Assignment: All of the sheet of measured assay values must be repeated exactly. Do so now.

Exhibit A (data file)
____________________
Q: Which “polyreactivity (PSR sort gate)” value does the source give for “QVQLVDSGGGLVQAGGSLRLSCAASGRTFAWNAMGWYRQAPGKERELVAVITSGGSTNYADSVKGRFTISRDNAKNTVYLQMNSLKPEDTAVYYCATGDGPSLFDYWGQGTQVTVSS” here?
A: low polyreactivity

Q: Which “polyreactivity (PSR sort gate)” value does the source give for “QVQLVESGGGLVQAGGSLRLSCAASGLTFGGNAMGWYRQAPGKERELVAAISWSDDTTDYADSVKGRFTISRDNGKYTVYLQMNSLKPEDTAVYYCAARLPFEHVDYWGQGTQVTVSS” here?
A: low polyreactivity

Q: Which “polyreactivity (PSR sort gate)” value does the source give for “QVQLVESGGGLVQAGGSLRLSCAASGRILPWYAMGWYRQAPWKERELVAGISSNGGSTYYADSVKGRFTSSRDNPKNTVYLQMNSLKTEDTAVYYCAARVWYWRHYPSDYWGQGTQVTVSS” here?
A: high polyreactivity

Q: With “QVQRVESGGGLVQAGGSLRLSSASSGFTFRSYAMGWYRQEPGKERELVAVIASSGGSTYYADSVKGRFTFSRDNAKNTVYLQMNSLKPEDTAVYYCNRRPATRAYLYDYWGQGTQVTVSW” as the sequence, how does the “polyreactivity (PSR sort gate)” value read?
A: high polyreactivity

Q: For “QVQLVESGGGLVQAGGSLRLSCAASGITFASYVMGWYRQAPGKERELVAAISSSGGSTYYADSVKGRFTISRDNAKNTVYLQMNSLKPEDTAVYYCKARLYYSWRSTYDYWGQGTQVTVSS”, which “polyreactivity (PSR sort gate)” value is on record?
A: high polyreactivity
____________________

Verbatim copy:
Q: Which “polyreactivity (PSR sort gate)” value does the source give for “QVQLVDSGGGLVQAGGSLRLSCAASGRTFAWNAMGWYRQAPGKERELVAVITSGGSTNYADSVKGRFTISRDNAKNTVYLQMNSLKPEDTAVYYCATGDGPSLFDYWGQGTQVTVSS” here?
A: low polyreactivity

Q: Which “polyreactivity (PSR sort gate)” value does the source give for “QVQLVESGGGLVQAGGSLRLSCAASGLTFGGNAMGWYRQAPGKERELVAAISWSDDTTDYADSVKGRFTISRDNGKYTVYLQMNSLKPEDTAVYYCAARLPFEHVDYWGQGTQVTVSS” here?
A: low polyreactivity

Q: Which “polyreactivity (PSR sort gate)” value does the source give for “QVQLVESGGGLVQAGGSLRLSCAASGRILPWYAMGWYRQAPWKERELVAGISSNGGSTYYADSVKGRFTSSRDNPKNTVYLQMNSLKTEDTAVYYCAARVWYWRHYPSDYWGQGTQVTVSS” here?
A: high polyreactivity

Q: With “QVQRVESGGGLVQAGGSLRLSSASSGFTFRSYAMGWYRQEPGKERELVAVIASSGGSTYYADSVKGRFTFSRDNAKNTVYLQMNSLKPEDTAVYYCNRRPATRAYLYDYWGQGTQVTVSW” as the sequence, how does the “polyreactivity (PSR sort gate)” value read?
A: high polyreactivity

Q: For “QVQLVESGGGLVQAGGSLRLSCAASGITFASYVMGWYRQAPGKERELVAAISSSGGSTYYADSVKGRFTISRDNAKNTVYLQMNSLKPEDTAVYYCKARLYYSWRSTYDYWGQGTQVTVSS”, which “polyreactivity (PSR sort gate)” value is on record?
A: high polyreactivity